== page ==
The East Ridge City Council, on second and final vote, Thursdayl approved rezoning property at 615 Frawley Road from Agricultural and Single Family Residential Districts to RT-1 Residential Townhouse District for a new townhouse development. The council also modified the definition of townhouse from a structure consisting of 4-12 units to allow for two unit buildings.
This was requested by the developer of the Frawley Road property in order to configure the complex with more housing units.
To prevent developments of duplexes from being built, a requirement was added to the ordinance that no more than one third of the structures in any development can have just two units.
Attorney Phil Lawrence representing the owner of the East Ridge Flea Market told the council that his client has spent $100,000 to upgrade the electrical system in the interior of the building he uses and has purchased additional property for parking to resolve problems cited by the city inspectors for safety issues. One requirement remains, that prevents the owner from operating outdoors. It can only be resolved with an amendment provision which removes the necessity of having a building for outdoor vendors. The council agreed to consider the information presented by Mr. Lawrence about changing the ordinance.
The council also voted to rescind the annual permit fee that is charged to all private waste disposal companies that operate in East Ridge. This pertains primarily to commercial properties that do not qualify for city sanitation services. Amanda Miller, city services administrative assistant, told the council that this is not required of any other type of business. Currently the fee is assessed depending on the number of trucks operating in the city and the number of dumpsters and is difficult to monitor. The city only receives around $2,000 each year from these payments, she said, and recommended doing away with the permits.
The application and acceptance of the 2014-2015 aquatic stream cleanup grant was approved. This will provide $1,000 to East Ridge for the River Rescue that will take place in October. The focus will be on cleaning up Spring Creek where trash will be removed. Money from the grant will be used for supplies for the volunteers who do the work.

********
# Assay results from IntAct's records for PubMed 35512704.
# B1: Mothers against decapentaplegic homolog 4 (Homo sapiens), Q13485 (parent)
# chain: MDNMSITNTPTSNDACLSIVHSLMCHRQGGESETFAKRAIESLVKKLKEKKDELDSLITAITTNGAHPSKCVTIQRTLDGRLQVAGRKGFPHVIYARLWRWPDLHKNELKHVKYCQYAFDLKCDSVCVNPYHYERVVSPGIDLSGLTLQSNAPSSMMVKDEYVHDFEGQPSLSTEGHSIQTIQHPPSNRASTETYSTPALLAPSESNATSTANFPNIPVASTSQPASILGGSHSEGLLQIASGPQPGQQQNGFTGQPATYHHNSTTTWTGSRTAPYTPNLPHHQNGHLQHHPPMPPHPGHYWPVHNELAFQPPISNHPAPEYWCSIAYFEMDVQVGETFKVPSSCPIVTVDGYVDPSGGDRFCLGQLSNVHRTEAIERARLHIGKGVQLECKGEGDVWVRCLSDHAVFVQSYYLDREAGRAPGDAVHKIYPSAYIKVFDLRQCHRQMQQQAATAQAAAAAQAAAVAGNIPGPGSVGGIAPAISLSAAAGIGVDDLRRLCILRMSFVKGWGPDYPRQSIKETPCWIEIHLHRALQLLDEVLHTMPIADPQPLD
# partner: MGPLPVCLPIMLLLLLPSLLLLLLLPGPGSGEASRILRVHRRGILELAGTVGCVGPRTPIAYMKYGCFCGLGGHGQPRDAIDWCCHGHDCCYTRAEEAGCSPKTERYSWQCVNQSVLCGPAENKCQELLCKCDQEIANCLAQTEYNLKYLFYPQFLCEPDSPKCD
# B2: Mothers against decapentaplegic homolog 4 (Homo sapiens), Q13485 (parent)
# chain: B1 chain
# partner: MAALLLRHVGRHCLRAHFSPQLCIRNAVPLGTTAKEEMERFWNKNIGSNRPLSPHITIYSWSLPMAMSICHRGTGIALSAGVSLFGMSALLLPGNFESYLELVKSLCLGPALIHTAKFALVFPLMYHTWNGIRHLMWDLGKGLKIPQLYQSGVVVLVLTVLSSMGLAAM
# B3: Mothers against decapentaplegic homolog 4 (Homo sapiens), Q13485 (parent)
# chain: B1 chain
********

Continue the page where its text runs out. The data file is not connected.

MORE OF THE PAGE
Traffic problems at two locations in the city were discussed. Councilman Marc Gravitt asked that traffic engineers check the sensor that controls the traffic light coming out of Camp Jordan at Ringgold Road. In the mornings, traffic backs up all the way to Frawley Road despite there being no traffic coming out of Camp Jordan. He also suggested that TDOT change the traffic light at Ringgold Road at Exit 1to turn-right-on-red because this also causes major traffic delays.
Councilman Gravitt lead a discussion about door-to-door solicitations and sales in the city, asking for a requirement that they be permitted and have identification with a city seal hung around their neck and an identifying sign on the sides of cars. The dialogue among the councilmen and city attorney about the ordinance written in 1993 pertaining to this matter came to the conclusion that it is outdated. A decision was made to overhaul the ordinance in its entirety.
A vote was taken on seven appointments to the East Ridge Industrial Development Board.
City Manager Andrew Hyatt also received approval for spending no more than $8,000 for the engraved stone Vietnam Veterans War Memorial to be placed next to the flag pole at city hall in honor of the Vietnam Veterans from East Ridge that lost their lives.
East Ridge resident Mimi Lowrey reported on the city’s community garden referred to as The Salad Patch that she organizes. The ground has been tilled and planting will take place at the end of next week. Volunteers do not always show up to work in the garden she said, but this year people from the Community Kitchen have volunteered to help. A lot of the food that is harvested will then go to the food bank. She also asked the council for permission to place raised beds at land on McBrian Road. She said this location and the elevated gardens would allow senior citizens and those with disabilities to use them because of easy access.